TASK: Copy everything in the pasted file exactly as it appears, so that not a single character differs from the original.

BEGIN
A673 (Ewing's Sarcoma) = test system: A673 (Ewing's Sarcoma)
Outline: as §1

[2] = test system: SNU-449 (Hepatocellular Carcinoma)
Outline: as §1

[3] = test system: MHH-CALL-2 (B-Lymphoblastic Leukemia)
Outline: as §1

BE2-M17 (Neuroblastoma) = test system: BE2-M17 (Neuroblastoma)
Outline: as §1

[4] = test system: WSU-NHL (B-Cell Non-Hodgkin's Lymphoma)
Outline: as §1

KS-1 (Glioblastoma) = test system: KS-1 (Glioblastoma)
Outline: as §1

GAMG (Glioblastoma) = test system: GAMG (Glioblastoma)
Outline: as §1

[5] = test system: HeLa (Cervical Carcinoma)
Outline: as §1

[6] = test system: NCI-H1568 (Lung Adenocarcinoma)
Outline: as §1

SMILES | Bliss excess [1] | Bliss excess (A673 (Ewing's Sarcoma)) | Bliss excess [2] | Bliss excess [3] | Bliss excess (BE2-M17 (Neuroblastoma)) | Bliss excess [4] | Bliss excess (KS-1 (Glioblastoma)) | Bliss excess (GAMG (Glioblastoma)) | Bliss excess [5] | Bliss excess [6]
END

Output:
A673 (Ewing's Sarcoma) = test system: A673 (Ewing's Sarcoma)
Outline: as §1

[2] = test system: SNU-449 (Hepatocellular Carcinoma)
Outline: as §1

[3] = test system: MHH-CALL-2 (B-Lymphoblastic Leukemia)
Outline: as §1

BE2-M17 (Neuroblastoma) = test system: BE2-M17 (Neuroblastoma)
Outline: as §1

[4] = test system: WSU-NHL (B-Cell Non-Hodgkin's Lymphoma)
Outline: as §1

KS-1 (Glioblastoma) = test system: KS-1 (Glioblastoma)
Outline: as §1

GAMG (Glioblastoma) = test system: GAMG (Glioblastoma)
Outline: as §1

[5] = test system: HeLa (Cervical Carcinoma)
Outline: as §1

[6] = test system: NCI-H1568 (Lung Adenocarcinoma)
Outline: as §1

SMILES | Bliss excess [1] | Bliss excess (A673 (Ewing's Sarcoma)) | Bliss excess [2] | Bliss excess [3] | Bliss excess (BE2-M17 (Neuroblastoma)) | Bliss excess [4] | Bliss excess (KS-1 (Glioblastoma)) | Bliss excess (GAMG (Glioblastoma)) | Bliss excess [5] | Bliss excess [6]